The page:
A British Virgin Islands company is ready to inject $21.5 million (Sh2.2 billion) into Dubai Bank in a last-ditch effort to save the lender from liquidation, a depositor claimed in court on Monday.
Supplies firm Richardson and David, Dubai Bank’s second largest depositor, Monday told a Nairobi court that a proposal by Sovereign Financial Holdings to inject Sh2.2 billion in Dubai Bank has been forwarded to the Central Bank of Kenya (CBK).
Richardson and David wants to stop Dubai Bank’s liquidation and has sued CBK and the liquidator, the Kenya Deposit Insurance Corporation.
The firm says it and other top depositors are also willing to convert their deposits in the lender into equity, a move it insists could raise an additional Sh1 billion.
The CBK shut down Dubai Bank in August, citing serious cases of parallel banking, a mountain of unsecured loans that were not being serviced, interference with client accounts and lack of a full organisational chart as provided for by the law.
“If the proposed injection of $21.5 million by Sovereign Financial Holdings is allowed by CBK and the Kenya Deposit Insurance Corporation (KDIC) and the large depositors allowed to convert their deposits into equity, the net effect would wipe out Dubai Bank’s insolvency and leave it with a credit balance of S billion instead,” Richardson and David says.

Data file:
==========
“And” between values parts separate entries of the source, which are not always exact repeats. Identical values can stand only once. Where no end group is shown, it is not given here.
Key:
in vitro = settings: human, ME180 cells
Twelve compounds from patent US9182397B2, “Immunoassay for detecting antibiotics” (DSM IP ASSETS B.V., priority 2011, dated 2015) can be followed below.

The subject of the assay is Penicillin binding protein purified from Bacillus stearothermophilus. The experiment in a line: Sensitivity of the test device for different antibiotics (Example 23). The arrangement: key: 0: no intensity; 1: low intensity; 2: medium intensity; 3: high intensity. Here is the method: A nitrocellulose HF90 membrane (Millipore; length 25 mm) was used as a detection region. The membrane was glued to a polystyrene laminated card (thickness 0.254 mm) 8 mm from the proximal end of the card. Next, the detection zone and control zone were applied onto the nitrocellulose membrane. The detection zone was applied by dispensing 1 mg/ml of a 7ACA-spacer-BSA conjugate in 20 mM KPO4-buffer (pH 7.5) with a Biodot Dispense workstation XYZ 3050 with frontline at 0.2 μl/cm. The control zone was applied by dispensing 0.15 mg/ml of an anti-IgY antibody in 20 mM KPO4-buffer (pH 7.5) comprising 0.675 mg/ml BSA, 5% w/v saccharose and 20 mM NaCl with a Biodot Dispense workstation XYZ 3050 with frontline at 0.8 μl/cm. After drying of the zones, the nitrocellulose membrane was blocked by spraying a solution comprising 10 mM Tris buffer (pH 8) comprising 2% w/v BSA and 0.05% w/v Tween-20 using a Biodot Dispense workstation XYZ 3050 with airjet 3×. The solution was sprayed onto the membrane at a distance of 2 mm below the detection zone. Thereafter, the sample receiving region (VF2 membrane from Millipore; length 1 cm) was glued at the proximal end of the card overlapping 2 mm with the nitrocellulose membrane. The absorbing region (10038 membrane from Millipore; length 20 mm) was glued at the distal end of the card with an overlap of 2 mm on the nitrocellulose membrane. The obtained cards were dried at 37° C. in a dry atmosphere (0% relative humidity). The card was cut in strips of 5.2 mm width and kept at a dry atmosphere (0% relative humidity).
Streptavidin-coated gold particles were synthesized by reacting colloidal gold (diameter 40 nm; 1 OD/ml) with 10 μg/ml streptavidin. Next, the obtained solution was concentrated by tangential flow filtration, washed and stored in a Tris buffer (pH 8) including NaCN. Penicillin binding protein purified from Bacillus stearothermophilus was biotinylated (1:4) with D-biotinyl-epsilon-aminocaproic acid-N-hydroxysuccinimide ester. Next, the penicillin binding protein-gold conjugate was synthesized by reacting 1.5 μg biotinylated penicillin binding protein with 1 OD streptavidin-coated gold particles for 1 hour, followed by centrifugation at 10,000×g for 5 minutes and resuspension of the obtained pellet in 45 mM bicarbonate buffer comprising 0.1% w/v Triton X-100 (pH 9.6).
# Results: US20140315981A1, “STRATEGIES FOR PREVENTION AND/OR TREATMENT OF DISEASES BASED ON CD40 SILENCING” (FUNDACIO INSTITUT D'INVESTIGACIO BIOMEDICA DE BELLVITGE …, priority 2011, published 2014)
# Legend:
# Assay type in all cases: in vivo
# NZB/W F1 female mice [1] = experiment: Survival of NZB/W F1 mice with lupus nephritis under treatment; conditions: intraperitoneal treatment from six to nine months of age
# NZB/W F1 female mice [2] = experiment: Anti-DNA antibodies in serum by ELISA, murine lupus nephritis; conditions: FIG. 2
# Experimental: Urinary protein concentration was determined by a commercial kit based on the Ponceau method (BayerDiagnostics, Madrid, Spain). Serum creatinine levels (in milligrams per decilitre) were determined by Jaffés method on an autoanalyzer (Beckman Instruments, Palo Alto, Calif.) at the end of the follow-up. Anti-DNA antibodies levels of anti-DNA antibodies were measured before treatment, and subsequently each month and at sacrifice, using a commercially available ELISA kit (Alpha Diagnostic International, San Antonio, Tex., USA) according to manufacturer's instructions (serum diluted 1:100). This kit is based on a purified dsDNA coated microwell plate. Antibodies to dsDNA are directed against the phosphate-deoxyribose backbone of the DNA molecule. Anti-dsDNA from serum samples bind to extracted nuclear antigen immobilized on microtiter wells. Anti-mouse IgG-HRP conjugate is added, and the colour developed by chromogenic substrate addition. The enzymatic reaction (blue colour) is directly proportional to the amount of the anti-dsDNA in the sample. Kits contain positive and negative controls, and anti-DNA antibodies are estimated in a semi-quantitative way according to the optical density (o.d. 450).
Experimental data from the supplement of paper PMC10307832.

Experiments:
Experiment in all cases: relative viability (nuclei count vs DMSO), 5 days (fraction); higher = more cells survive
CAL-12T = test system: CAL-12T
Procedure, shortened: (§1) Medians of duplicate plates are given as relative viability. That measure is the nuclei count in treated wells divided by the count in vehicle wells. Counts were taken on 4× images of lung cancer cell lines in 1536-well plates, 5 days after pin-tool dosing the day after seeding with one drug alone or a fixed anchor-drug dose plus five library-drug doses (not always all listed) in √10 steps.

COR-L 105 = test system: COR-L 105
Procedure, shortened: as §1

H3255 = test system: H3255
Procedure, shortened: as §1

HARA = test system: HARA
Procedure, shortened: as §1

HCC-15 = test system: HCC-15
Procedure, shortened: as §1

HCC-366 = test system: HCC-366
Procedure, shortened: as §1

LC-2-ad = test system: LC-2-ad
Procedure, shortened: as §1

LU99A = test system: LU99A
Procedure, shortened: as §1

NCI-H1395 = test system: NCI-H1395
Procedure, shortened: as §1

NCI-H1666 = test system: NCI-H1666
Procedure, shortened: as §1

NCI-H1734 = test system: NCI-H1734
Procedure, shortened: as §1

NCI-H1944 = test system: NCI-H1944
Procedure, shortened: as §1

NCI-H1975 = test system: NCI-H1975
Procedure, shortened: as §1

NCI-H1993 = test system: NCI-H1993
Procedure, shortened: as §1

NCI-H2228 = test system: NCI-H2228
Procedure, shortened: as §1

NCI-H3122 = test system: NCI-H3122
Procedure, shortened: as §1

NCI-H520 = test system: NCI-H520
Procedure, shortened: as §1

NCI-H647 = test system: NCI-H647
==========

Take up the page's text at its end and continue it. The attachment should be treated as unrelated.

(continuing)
Richardson and David had saved Sh142 million in Dubai Bank at the time of its closure. Only Nakuru-based farmer Malcolm John Bell had deposited more money in the bank—with Sh156.6 million.
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The CBK says the lender is insolvent to the tune of Sh4 billion and has a large amount of unsecured loans that had not been serviced for over three months as at the time of Dubai Bank’s closure.
The financial sector regulator followed the recommendation of the KDIC in calling for Dubai Bank’s liquidation barely three weeks after the bank went into receivership.
Richardson and David and former Dubai Bank chairman Hassan Zubeidi claim the decision to liquidate the lender is malicious.
But the KDIC on Monday held that neither Mr Zubeidi nor Richardson and David have shown proof that any offer has been made to acquire the bank, and that it is too late to rescue Dubai Bank.